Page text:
E. Winter Tashlin

Ravages & Progression of Time [PTAS]

Filed By E. Winter Tashlin | October 18, 2014 4:00 PM | comments

Filed in: Living
Tags: community, intolerance, progress, PTAS, timber point


Last weekend I had the pleasure of teaching two workshops for a National Coming Out Day conference hosted by The Society in Hartford, Connecticut:

"Out in the World" addresses the challenging process of transitioning from an especially LGBTQ affirming environment, such as a liberal university or region, to a less understanding place or situation. We talked about a variety of topics including the ongoing process of coming out, finding and interacting with medical providers, being LGBTQ in the workplace, building a family of choice, and how to balance issues of advocacy, safety, comfort, and living an authentic life.

"Living Outside the Box" is not an explicitly LGBTQ workshop, but touches on many areas of LGBTQ experience. This workshop looked at the multifaceted nature how we experience identities and/or belong to communities that can be seen by ourselves or others as being ideologically or materially incompatible.

It is easy to loose ourselves in "gayborhoods," whether actual places, or the LGBTQ corner of the web. The world outside remains a large and at times scary place. Who wouldn't choose associating with people on their own gender and/or sexuality journeys, over people who instead would deny us an equal place in society?

However, while America is rushing forward towards LGBTQ acceptance at a pace inconceivable a few years ago, with gains in marriage equality and trans visibility coming faster and faster, we need to remain conscious of the fact that what is only obvious and fair to us, is scary and new to many people.

In some ways, the dynamic is starting to flip between LGBTQ people and forces of intolerance in the US.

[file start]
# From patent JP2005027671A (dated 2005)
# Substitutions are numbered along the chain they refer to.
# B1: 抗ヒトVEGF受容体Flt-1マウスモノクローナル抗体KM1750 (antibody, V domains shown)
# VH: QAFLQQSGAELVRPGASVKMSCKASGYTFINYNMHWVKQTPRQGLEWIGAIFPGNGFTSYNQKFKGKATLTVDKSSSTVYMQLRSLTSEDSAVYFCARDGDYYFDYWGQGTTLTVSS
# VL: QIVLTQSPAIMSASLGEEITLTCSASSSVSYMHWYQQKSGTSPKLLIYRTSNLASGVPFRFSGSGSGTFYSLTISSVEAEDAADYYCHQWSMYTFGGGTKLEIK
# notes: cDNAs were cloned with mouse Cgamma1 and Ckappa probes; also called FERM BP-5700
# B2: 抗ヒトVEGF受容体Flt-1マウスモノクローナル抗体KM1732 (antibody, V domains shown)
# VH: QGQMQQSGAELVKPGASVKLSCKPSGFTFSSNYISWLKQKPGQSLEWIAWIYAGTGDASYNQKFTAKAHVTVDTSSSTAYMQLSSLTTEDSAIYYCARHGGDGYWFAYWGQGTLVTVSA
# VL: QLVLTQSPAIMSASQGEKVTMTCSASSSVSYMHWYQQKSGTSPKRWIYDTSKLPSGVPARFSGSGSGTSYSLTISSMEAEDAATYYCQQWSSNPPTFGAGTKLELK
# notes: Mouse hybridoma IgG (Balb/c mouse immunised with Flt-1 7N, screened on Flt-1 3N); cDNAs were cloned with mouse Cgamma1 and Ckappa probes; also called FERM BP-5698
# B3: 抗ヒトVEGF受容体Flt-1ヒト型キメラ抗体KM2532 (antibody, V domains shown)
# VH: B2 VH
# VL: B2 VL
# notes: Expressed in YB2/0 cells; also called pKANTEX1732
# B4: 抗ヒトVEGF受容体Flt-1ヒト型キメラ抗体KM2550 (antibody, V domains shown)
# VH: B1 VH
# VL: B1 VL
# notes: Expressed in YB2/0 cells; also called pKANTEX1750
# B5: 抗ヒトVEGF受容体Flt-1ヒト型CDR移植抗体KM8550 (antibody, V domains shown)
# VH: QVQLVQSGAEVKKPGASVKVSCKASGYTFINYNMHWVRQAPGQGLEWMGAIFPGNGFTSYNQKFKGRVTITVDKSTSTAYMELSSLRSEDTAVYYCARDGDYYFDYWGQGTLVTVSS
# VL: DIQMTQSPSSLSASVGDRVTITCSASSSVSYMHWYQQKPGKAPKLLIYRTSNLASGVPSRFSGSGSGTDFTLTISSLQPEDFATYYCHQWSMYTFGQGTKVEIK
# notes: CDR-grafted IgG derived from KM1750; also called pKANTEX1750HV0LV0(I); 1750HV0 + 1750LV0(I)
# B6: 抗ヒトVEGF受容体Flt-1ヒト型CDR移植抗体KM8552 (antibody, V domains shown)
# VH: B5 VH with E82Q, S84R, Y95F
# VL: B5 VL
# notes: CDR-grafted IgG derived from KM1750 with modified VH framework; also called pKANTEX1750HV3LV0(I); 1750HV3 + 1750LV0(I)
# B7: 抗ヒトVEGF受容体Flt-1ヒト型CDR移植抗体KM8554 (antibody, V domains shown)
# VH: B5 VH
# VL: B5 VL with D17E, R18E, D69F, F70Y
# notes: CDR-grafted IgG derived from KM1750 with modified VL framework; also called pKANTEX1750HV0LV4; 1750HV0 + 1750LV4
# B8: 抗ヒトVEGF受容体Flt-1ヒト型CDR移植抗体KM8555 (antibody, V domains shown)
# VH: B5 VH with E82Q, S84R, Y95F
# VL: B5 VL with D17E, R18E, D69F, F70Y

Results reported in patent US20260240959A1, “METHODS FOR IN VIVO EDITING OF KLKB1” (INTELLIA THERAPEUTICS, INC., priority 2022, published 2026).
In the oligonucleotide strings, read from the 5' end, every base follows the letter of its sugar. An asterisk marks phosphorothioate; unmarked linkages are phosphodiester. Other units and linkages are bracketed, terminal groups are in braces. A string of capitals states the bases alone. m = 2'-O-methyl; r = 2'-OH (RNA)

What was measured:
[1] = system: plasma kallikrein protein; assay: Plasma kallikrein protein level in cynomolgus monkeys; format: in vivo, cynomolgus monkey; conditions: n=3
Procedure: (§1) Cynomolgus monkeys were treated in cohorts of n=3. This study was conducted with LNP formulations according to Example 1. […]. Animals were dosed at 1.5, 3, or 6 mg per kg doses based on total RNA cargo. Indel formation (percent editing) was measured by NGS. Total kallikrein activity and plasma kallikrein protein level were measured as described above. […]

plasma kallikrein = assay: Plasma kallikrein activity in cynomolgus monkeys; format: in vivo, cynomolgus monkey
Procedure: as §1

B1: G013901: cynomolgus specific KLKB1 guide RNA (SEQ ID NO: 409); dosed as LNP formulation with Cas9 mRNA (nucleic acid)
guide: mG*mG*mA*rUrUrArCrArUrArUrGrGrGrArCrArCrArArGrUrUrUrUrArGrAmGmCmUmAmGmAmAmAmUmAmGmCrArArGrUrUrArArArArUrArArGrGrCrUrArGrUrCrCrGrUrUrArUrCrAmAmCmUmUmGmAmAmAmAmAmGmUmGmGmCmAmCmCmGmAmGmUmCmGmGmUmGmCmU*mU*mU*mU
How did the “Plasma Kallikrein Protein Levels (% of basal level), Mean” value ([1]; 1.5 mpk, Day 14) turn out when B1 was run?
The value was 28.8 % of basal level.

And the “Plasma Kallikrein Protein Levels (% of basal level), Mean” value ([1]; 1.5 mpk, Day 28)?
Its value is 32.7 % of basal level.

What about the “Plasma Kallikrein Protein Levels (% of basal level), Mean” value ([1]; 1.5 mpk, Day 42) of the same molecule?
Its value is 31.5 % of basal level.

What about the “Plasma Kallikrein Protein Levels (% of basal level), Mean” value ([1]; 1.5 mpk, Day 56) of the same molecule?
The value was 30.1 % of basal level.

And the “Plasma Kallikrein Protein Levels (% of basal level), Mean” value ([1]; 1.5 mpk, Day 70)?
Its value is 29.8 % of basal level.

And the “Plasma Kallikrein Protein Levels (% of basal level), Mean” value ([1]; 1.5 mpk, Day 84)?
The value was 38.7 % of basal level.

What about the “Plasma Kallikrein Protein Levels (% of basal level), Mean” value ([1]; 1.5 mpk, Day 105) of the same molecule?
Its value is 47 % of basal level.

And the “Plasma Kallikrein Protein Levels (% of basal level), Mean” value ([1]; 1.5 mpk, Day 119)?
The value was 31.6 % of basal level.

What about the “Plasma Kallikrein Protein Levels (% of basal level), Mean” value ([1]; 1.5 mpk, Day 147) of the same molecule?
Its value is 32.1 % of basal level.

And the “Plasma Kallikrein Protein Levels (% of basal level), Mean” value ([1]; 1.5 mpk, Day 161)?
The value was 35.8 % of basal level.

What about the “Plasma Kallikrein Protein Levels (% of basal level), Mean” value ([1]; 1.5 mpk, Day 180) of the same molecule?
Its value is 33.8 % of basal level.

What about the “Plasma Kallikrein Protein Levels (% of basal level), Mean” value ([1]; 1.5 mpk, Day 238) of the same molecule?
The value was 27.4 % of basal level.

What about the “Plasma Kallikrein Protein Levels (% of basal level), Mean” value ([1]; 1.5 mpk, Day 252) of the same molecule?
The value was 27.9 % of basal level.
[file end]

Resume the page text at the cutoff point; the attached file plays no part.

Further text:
Throughout our history, we've been the ones forced to subjugate our identities to society's norms in order to move as comfortably as possible in the world. Instead, today we are starting to see opponents of LGBTQ equality being ostracized or left behind by American culture.

Beyond feelings of anger or bigotry, this rapid shift in circumstance must leave many wondering just when exactly things changed. I would never argue that we should accept anything less than full equality, but it's worth remembering that some of the opposition we encounter is born as much out of confusion in the face of a changing world as in deeply held hatred.

Lacking the necessary nautical background, I cannot for the life of me envision the considerable husk of the boat featured as today's photo back when it was whole and sturdy. So too, coming from a liberal background and having been out as gay for my entire adolescent and adult life, understanding the conservative anti-LGBTQ mindset is beyond me.

But just as one can accept that that shell was once a working boat, so too can we accept that many opponents of equality come from a different place and time, one that is quickly receding into history. Just as the progression of time will eventually reduce that boat to nothing but a memory, so too will generations to come look at anti-LGBTQ animus as a hard to imagine relic.

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